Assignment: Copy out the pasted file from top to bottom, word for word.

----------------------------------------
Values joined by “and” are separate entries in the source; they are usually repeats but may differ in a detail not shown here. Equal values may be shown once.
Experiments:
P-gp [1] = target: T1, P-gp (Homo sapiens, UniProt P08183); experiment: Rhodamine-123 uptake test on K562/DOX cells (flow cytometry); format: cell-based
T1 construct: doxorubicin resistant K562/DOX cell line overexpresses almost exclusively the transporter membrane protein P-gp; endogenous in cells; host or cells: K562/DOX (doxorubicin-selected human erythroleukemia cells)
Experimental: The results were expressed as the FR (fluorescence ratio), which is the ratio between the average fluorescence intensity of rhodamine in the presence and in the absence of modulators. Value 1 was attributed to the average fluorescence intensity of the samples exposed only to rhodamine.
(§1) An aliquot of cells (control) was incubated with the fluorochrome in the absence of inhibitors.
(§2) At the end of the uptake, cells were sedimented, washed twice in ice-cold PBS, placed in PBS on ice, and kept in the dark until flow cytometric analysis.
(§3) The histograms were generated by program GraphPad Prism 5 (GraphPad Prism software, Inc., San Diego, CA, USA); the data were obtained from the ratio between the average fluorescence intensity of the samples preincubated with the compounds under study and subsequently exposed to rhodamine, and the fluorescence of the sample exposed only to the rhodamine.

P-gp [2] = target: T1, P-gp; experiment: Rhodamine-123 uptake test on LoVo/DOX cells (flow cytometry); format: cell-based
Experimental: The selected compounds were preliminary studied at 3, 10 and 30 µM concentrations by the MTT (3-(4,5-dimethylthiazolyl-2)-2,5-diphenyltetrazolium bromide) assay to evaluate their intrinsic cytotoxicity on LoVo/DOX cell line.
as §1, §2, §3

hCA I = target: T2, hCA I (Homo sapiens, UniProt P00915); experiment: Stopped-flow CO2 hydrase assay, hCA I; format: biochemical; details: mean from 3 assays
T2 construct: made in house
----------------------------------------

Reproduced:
Values joined by “and” are separate entries in the source; they are usually repeats but may differ in a detail not shown here. Equal values may be shown once.
Experiments:
P-gp [1] = target: T1, P-gp (Homo sapiens, UniProt P08183); experiment: Rhodamine-123 uptake test on K562/DOX cells (flow cytometry); format: cell-based
T1 construct: doxorubicin resistant K562/DOX cell line overexpresses almost exclusively the transporter membrane protein P-gp; endogenous in cells; host or cells: K562/DOX (doxorubicin-selected human erythroleukemia cells)
Experimental: The results were expressed as the FR (fluorescence ratio), which is the ratio between the average fluorescence intensity of rhodamine in the presence and in the absence of modulators. Value 1 was attributed to the average fluorescence intensity of the samples exposed only to rhodamine.
(§1) An aliquot of cells (control) was incubated with the fluorochrome in the absence of inhibitors.
(§2) At the end of the uptake, cells were sedimented, washed twice in ice-cold PBS, placed in PBS on ice, and kept in the dark until flow cytometric analysis.
(§3) The histograms were generated by program GraphPad Prism 5 (GraphPad Prism software, Inc., San Diego, CA, USA); the data were obtained from the ratio between the average fluorescence intensity of the samples preincubated with the compounds under study and subsequently exposed to rhodamine, and the fluorescence of the sample exposed only to the rhodamine.

P-gp [2] = target: T1, P-gp; experiment: Rhodamine-123 uptake test on LoVo/DOX cells (flow cytometry); format: cell-based
Experimental: The selected compounds were preliminary studied at 3, 10 and 30 µM concentrations by the MTT (3-(4,5-dimethylthiazolyl-2)-2,5-diphenyltetrazolium bromide) assay to evaluate their intrinsic cytotoxicity on LoVo/DOX cell line.
as §1, §2, §3

hCA I = target: T2, hCA I (Homo sapiens, UniProt P00915); experiment: Stopped-flow CO2 hydrase assay, hCA I; format: biochemical; details: mean from 3 assays
T2 construct: made in house